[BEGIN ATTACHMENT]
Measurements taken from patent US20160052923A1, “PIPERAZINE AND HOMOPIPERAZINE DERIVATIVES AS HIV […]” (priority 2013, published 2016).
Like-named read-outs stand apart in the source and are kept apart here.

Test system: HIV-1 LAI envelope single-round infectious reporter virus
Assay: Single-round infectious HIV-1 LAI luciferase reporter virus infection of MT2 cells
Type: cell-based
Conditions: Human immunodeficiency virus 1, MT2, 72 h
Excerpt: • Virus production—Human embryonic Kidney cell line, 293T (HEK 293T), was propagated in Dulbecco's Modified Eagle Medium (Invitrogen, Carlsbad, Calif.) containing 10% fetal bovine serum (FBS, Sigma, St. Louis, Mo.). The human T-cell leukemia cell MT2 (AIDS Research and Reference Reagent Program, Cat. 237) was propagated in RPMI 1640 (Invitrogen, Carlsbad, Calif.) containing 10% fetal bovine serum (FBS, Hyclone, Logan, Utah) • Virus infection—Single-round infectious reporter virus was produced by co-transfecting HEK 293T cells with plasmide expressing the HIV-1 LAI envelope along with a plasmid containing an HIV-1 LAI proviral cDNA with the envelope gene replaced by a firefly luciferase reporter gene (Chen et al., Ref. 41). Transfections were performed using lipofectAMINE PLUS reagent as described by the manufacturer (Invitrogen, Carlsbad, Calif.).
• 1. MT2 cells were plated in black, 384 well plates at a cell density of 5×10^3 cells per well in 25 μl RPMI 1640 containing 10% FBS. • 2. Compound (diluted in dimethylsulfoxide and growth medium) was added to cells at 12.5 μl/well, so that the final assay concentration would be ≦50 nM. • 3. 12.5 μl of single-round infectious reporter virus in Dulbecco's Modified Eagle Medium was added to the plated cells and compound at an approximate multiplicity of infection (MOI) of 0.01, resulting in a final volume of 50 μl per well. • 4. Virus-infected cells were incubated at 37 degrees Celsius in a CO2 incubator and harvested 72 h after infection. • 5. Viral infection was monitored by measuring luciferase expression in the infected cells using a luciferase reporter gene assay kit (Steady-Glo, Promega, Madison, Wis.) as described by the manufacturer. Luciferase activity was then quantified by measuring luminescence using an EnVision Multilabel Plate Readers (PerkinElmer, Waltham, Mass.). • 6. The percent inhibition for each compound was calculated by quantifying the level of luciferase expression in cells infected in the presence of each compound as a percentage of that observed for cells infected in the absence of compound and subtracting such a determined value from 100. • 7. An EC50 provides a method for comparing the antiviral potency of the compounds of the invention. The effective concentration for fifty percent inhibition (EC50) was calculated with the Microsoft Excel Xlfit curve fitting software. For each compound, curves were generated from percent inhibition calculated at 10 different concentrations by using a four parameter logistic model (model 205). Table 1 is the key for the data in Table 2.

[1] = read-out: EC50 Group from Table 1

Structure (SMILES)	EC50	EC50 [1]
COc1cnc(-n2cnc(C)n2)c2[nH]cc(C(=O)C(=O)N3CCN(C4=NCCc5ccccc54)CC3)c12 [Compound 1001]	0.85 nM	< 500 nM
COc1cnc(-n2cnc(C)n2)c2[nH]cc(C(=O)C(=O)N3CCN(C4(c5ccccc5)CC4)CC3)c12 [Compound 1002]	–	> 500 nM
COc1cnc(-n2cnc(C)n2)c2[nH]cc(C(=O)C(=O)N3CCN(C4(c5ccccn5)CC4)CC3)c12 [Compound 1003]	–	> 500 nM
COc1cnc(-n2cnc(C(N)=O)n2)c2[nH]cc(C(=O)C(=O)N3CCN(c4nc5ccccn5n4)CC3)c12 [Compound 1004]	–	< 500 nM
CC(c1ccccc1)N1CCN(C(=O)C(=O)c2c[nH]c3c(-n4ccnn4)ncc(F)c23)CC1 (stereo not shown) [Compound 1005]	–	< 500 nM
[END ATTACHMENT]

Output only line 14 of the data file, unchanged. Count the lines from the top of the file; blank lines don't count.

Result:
COc1cnc(-n2cnc(C(N)=O)n2)c2[nH]cc(C(=O)C(=O)N3CCN(c4nc5ccccn5n4)CC3)c12 [Compound 1004]	–	< 500 nM